I’ll describe how content strategy contributes to a project, including a structure for creating a project goal and plan, from message architecture through editorial calendar to style guidelines. I’ll give examples of how content strategy can help accomplish business goals without leaving the users behind and help you think about how content will be sourced, managed and measured.

I’ll also give cautionary examples of what happens when you don’t include content strategy in your planning and when you put content last, instead of first.

Finally, I’ll talk about how UX and content strategy folks can help enhance the other’s work and collaborate for better results.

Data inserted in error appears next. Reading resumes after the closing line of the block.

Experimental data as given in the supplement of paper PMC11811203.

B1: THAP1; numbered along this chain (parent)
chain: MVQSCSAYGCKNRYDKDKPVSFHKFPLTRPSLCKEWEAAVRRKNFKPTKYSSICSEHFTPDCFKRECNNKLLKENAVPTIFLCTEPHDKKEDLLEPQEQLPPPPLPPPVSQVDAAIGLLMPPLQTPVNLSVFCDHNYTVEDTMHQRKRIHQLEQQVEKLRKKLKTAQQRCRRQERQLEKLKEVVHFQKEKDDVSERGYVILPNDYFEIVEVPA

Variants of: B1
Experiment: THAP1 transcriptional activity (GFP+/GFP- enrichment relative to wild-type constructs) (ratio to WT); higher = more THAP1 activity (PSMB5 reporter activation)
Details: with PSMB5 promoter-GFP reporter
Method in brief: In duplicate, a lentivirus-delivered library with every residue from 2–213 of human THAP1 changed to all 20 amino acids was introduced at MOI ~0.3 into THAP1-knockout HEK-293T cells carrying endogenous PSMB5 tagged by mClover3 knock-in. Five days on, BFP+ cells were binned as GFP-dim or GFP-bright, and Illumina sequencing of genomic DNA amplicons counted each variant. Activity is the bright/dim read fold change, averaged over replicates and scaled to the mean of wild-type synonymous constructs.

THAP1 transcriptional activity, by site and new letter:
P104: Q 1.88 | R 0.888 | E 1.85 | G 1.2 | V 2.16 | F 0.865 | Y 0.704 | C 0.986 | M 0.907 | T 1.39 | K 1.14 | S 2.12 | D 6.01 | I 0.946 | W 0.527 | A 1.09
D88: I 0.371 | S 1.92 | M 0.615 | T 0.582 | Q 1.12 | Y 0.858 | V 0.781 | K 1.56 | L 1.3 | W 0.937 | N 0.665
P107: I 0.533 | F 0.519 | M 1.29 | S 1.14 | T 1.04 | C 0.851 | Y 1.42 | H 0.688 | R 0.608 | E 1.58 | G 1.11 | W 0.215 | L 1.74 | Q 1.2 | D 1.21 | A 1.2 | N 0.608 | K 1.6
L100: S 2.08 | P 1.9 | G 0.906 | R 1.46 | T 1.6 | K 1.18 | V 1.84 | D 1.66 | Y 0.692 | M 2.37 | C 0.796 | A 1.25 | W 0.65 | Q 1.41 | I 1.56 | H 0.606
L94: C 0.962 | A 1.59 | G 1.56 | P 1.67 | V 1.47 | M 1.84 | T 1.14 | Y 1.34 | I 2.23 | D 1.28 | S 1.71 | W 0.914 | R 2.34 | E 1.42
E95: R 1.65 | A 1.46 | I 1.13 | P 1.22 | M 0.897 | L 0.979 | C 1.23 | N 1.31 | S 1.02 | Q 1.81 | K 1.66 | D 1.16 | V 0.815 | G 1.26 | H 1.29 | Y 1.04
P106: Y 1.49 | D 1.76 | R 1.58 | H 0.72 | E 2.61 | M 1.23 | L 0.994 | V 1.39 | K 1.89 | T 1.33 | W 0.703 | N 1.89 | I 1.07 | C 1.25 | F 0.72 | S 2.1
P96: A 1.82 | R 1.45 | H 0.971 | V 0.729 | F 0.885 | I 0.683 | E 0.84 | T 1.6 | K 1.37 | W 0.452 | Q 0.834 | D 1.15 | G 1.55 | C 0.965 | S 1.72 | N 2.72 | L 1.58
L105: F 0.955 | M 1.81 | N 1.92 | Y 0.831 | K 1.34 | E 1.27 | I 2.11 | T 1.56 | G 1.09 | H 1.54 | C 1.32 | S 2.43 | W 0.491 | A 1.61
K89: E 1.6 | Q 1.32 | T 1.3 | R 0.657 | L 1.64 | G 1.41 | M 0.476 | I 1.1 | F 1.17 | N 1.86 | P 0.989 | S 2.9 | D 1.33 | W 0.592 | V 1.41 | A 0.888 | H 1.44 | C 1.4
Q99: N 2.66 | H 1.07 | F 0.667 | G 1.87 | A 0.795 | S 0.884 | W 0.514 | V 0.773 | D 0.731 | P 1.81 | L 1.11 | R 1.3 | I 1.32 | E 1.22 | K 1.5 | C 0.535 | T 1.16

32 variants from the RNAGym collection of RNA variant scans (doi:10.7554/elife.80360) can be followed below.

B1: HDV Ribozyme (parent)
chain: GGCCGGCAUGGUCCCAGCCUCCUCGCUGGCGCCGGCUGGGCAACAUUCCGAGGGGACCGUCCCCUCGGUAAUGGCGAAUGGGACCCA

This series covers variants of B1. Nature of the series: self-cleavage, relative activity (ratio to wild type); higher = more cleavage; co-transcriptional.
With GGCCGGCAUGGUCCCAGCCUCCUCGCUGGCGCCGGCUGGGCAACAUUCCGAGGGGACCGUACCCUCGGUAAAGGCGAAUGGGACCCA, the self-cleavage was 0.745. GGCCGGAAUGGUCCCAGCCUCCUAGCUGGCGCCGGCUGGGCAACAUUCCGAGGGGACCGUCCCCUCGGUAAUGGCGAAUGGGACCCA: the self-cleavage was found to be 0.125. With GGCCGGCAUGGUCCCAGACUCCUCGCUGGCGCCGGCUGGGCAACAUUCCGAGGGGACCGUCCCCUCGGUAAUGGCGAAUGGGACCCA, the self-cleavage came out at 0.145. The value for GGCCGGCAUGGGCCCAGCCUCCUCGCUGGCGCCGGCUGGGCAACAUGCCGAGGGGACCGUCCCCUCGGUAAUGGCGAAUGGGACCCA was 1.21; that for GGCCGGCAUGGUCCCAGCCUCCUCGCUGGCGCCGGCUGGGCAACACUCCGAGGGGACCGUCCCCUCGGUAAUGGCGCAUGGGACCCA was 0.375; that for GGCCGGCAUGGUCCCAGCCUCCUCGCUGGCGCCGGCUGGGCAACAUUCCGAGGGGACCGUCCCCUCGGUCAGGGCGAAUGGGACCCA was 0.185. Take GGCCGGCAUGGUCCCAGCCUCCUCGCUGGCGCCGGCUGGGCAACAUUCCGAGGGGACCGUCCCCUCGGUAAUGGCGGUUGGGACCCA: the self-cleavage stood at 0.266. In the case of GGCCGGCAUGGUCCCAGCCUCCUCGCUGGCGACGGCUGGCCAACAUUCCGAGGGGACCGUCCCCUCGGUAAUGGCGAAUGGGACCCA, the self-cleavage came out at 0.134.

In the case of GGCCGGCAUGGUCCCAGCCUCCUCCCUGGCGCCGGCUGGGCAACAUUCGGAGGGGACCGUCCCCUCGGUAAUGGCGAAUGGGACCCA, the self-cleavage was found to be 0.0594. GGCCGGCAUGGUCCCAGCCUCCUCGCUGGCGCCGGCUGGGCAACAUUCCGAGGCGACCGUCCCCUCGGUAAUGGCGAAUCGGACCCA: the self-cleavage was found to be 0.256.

The reality of domestic violence doesn’t disappear when people leave enter the digital world. Abusers use technology to exploit and control their victims, meaning that technologists have a responsibility to ensure that users of our products are empowered to protect their safety. How can we prevent people with violent intentions from forms of abuse and control that are digital, such as browsing a victim’s computer, finding sensitive information about them online, or creating fake content in their name? How can our products that involve real people, such as software for building managers, protect against an abuser talking their way past a building’s doorman whose uses software to track approved guests? While there’s no simple answer and ultimately no way to ensure our users’ safety in all situations, thoughtful considerations and small changes while designing and building products can and does result in meaningful contributions to people’s safety. This talk will explore how to think through a lens of safety, create those thoughtful considerations, and advocate for an emphasis on safety.